In truth, every single Leicester player must be lauded and they will go down in history, their names never forgotten in Leicester and further afield.

With streets set to be named after them, calls for Raineri to be knighted and a first-ever appearance in the UEFA Champions League coming up next season, the Foxes have become the biggest sporting story on the planet.

I’ll say it again one more time just in case you don’t believe me: Leicester City are the 2015-16 Premier League champions.

Never in my life did I think I’d be typing those words.

Chelsea 2-2 Tottenham Hotspur: Hazard’s late goal hands Leicester City the title

LONDON, ENGLAND - MAY 02:   Toby Alderweireld of Tottenham Hotspur and Diego Costa of Chelsea battle for the ball during the Barclays Premier League match between Chelsea and Tottenham Hotspur at Stamford Bridge on May 02, 2016 in London, England.jd  (Photo by Shaun Botterill/Getty Images)
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  • Kane, Son score for Tottenham
  • Hazard equalizes in the 83rd minute
  • Leicester City are Premier League champions

Leicester City are officially your Barclays Premier League champions for the 2015-16 season.

In need of a win to keep their title hopes alive, Tottenham squandered a 2-0 halftime lead at Stamford Bridge, settling for a 2-2 draw with Chelsea to hand Leicester the trophy.

[ MORE: Watch full PL match replays ]

After an even opening to the match, Tottenham scored two late goals before the break to take a commanding lead into the dressing room.

Harry Kane opened the scoring in the 35th minute, capping off a fluid run of play from the visitors. Erik Lamela collected from Christian Eriksen before slotting Kane in with a perfectly-timed through-ball. Kane’s first touch took him around the goalkeeper, leaving him an open net for his league-leading 25th goal of the season.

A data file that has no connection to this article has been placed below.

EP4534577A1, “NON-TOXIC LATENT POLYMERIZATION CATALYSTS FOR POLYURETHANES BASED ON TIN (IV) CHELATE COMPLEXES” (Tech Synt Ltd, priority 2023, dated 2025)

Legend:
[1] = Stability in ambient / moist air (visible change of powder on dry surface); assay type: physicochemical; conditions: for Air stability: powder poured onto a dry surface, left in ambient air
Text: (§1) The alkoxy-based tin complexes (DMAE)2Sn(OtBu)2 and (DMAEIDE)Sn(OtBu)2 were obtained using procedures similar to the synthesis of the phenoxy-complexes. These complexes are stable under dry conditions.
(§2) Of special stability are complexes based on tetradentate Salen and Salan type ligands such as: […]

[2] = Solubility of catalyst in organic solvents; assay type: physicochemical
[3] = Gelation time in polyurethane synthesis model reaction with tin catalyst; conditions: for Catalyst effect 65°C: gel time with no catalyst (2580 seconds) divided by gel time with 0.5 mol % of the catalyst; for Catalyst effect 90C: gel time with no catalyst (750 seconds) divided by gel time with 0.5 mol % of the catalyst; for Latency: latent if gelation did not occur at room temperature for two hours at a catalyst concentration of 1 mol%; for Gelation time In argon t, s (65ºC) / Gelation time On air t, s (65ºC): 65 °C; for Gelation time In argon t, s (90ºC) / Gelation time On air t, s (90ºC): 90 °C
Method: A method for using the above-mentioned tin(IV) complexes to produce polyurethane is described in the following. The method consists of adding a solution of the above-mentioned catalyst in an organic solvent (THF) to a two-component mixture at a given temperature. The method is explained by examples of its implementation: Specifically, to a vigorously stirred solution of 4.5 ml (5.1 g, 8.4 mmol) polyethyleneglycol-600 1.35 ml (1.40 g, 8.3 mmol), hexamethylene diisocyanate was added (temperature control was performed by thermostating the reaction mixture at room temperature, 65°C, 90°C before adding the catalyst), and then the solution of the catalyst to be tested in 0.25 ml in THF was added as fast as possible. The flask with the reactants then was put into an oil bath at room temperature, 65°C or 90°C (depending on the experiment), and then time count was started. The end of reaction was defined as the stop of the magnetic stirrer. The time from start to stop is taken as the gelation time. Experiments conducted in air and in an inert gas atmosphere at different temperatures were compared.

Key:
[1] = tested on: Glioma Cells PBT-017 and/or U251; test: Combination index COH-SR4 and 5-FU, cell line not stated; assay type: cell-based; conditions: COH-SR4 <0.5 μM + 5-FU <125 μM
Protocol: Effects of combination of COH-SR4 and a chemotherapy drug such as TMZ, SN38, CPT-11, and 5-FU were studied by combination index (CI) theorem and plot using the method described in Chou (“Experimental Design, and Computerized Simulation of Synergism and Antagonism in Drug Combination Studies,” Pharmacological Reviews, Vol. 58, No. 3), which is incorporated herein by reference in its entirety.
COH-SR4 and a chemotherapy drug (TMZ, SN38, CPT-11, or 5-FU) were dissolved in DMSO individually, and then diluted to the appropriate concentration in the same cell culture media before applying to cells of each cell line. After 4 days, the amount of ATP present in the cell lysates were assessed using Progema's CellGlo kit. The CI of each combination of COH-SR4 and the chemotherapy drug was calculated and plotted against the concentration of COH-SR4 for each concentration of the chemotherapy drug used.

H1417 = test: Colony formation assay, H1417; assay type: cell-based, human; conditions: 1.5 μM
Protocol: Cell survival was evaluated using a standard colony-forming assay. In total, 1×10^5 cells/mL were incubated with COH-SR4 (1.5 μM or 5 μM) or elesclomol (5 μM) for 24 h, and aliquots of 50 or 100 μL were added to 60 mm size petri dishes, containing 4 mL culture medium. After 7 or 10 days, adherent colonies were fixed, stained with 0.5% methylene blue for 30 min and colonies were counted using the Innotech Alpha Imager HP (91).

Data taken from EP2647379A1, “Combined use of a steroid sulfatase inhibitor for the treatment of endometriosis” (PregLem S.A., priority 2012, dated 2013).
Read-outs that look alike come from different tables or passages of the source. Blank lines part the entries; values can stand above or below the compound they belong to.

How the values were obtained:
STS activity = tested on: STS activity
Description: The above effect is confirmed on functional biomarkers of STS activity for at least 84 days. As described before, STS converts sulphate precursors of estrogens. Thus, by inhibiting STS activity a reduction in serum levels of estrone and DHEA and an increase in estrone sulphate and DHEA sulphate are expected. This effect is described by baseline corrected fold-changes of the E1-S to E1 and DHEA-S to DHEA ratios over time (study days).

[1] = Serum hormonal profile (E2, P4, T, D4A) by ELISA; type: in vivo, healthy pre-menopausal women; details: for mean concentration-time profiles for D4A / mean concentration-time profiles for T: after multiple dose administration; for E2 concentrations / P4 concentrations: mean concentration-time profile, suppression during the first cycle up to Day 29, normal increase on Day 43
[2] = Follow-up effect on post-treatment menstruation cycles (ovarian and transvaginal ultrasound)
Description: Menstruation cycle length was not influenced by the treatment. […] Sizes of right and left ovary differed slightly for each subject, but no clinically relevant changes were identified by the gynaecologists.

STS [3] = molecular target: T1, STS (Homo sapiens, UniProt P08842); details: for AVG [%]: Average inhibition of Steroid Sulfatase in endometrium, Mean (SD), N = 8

[ VIDEO: Premier League highlights ]

Less than ten minutes later, Son Heung-min made it 2-0 Tottenham. A turnover from Branislav Ivanovic led to a quick break from Spurs, with Son finishing off just his third Premier League goal of the season.

The first half ended with a touchline melee that saw both benches clear as tempers boiled over. A challenge from Danny Rose on Willian led to a shoving match between the players, with Tottenham boss Mauricio Pochettino jumping onto the pitch to separate the two. Pochettino’s presence led to a huge gathering that took a few minutes for referee Mark Clattenburg to quiet down. In the midst of it all, video review showed Mousa Demebele appearing to scratch the face of Diego Costa, which could bring on further punishment from the FA.

[ MORE: Latest Premier League standings ]

Two goals down, Chelsea came out of the break on the front foot, and the Blues pulled a goal back in the 58th minute. Gary Cahill got free of his mark on a corner kick, finding enough room to take a touch and fire a left-footed volley past Hugo Lloris to cut Spurs’ lead to one.

[ MORE: Full lineups, stats, box score ]

Chelsea looked the better side throughout the second half, with Hiddink’s men determined to end Tottenham’s title hopes. Then, in the 83rd minute, Eden Hazard found an equalizer to give Chelsea a share of the points and Leicester the Premier League title. After scoring his first two league goals of the season last weekend, Hazard’s third was his prettiest, bending a beautiful shot into the top corner to the delight of Leicester fans everywhere.

Tempers flared before the final whistle, but when that whistle blew at Stamford Bridge, Leicester City were crowned Premier League champions.